Therapies aimed at re-orientating those with same-sex attraction. Strongly opposed by those who believe that sexual orientation is unchangeable. See also ex-gay/post-gay.
Being sexually attracted to, and erotically aroused by, people of the same gender, often, but not always, with a corresponding emotional attachment.
A positive embracing of sexual abstinence after being sexually active. â€˜A commitment to secondary virginity is often made with the goal of remaining abstinent until commited to a life-long monogamous relationship, such as marriageâ€™. (www.medinstitute.org)
Shorthand expression for the condition of being attracted towards and sexual aroused by those of the opposite gender (heterosexual S. O.), the same gender (homosexual S. O.) or both genders, sometimes simultaneously, sometimes sequentially (bisexual S. O.) There are also those whose S. O. is regarded by themselves as indeterminate or uncertain. The question of whether and how S. O. is determined is a matter of dispute. See also gerontosexuality, intergenerational love, necrophilia, polyamoury.
The same concept as sexual orientation but with the implication that an individualâ€™s S. P. may alter.
Sexually Transmitted Infections
Decades ago there were two main STIs one could acquire through sexual intercourse, syphilis and gonorrhea; today there are over two dozen. Some can be effectively treated with antibiotics, while others have no known cure. Using condoms gives protection from some of these STIs but not all. Moreover, the effectiveness of the condom depends upon the type of sex one is having; engaging in anal sex is far riskier than vaginal sex. Having oral sex is not without its risks, as well. STIs include: bacterial, ectoparasitic, fungal, protozoal, and viral types. (www.medinstitute.org)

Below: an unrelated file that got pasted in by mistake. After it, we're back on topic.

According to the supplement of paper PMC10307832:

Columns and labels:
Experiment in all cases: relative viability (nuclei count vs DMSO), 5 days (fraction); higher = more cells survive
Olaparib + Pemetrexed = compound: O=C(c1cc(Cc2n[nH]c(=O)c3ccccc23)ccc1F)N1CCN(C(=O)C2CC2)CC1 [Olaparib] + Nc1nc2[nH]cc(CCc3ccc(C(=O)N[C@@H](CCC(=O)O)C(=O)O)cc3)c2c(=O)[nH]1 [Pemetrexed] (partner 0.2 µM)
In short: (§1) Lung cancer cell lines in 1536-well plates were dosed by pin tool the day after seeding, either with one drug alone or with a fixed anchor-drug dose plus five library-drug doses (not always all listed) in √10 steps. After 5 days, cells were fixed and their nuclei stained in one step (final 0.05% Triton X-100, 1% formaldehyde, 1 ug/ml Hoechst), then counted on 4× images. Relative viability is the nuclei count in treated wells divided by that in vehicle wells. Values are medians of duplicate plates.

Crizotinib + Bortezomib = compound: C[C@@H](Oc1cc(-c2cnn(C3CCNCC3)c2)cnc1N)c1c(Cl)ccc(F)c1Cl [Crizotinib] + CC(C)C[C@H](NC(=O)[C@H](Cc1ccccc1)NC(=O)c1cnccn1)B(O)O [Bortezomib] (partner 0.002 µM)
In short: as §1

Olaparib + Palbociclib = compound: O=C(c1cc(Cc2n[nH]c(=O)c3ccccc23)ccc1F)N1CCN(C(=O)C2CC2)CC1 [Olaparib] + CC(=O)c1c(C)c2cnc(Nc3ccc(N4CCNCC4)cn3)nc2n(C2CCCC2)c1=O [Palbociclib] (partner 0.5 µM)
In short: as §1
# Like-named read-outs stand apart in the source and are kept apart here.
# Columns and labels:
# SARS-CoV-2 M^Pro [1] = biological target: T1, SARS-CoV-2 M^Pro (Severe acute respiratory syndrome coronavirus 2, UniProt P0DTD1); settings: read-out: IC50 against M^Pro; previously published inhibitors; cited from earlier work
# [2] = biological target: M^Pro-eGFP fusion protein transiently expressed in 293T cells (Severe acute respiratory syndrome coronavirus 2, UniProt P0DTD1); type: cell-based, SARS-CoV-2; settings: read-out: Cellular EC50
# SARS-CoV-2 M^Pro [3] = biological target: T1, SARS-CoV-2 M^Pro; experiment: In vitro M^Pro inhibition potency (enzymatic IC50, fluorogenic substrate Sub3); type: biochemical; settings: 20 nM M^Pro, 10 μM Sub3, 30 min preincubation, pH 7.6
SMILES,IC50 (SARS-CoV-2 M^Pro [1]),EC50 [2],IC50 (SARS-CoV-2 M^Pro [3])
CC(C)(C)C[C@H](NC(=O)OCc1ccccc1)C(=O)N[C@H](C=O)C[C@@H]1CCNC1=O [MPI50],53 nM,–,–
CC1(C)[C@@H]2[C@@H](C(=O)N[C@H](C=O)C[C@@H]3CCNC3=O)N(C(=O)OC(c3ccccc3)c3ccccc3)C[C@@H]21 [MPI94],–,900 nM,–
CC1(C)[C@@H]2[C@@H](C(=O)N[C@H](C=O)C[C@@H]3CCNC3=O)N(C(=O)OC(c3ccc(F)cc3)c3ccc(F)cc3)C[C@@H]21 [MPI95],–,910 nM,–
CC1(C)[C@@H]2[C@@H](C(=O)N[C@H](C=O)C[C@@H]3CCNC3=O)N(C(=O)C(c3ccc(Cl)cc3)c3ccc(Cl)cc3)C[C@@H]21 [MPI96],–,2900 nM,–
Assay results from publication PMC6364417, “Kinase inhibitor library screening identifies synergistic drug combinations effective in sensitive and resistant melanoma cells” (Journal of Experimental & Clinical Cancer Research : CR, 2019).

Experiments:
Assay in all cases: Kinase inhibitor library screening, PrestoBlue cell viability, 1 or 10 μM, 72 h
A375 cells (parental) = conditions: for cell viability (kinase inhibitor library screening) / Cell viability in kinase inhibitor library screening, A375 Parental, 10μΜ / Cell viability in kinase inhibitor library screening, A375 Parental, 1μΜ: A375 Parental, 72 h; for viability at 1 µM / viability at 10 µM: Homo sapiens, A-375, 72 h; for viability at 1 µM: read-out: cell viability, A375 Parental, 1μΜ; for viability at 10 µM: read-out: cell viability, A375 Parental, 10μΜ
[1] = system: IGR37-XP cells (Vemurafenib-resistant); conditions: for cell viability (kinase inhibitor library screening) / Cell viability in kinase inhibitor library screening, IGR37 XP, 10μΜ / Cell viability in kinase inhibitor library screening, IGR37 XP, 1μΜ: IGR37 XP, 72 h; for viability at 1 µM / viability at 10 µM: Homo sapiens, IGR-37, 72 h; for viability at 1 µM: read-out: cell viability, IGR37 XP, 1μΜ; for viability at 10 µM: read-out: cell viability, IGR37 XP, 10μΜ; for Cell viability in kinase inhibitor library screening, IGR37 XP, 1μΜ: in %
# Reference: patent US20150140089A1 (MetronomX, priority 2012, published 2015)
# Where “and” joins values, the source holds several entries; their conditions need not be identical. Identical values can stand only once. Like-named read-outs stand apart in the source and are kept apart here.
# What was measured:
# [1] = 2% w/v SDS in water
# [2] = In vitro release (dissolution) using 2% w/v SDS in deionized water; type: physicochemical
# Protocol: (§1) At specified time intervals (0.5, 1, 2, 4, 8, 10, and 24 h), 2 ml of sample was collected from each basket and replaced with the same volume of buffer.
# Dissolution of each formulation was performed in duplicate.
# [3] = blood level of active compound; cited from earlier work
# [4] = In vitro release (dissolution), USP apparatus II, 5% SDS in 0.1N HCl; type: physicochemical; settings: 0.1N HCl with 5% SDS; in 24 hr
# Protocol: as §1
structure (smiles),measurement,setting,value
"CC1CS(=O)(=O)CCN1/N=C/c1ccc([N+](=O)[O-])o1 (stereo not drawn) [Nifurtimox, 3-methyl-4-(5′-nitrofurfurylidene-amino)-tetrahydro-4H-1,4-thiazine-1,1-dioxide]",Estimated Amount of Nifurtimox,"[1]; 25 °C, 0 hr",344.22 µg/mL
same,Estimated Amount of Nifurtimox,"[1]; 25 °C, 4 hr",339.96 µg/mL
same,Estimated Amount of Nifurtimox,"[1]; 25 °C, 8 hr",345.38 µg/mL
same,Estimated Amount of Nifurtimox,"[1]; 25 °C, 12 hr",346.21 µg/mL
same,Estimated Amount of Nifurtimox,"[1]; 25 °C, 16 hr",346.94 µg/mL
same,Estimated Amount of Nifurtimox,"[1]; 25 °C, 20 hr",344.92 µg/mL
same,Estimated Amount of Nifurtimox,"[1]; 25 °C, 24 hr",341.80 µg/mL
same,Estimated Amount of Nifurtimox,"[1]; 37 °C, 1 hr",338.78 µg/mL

Archaic expression for the act of anal intercourse, usually between males and supposedly engaged in by the inhabitants of the biblical towns of Sodom and Gomorrah. In law it is sometimes used to cover all forms and expressions of homosexuality. The term is now generally regarded as pejorative, as is buggery.
Slang or colloquial expression for heterosexual.
A household based around a pair of married biological parents and their offspring. Other close relatives may also be included in a traditional family. (Also nuclear family.)
An umbrella term including transsexuals, cross-dressers, and people who identify as neither male nor female (see gender). For transgender people, their biological gender and their gender identity do not match, and they may seek to make their gender expression match their gender identity. Can also be the preferred term for those who feel their gender identity differs from their biological gender, but who do not wish to pursue any form of transition.
The process by which a person who identifies themselves as transgender or who is biologically transsexual changes their gender expression. In some cases, this may involve hormone therapy, living as the opposite gender for an extended period of time, or Sex Reassignment Surgery (SRS). In some countries a person can also legally change their name and registered biological gender.
A person who does not feel that their biological gender matches their gender identity. Transsexuals may or may not choose to alter their bodies hormonally or surgically. Some transsexuals may also regard themselves as transgender.
Someone who is a cross-dresser. Widely considered a pejorative term.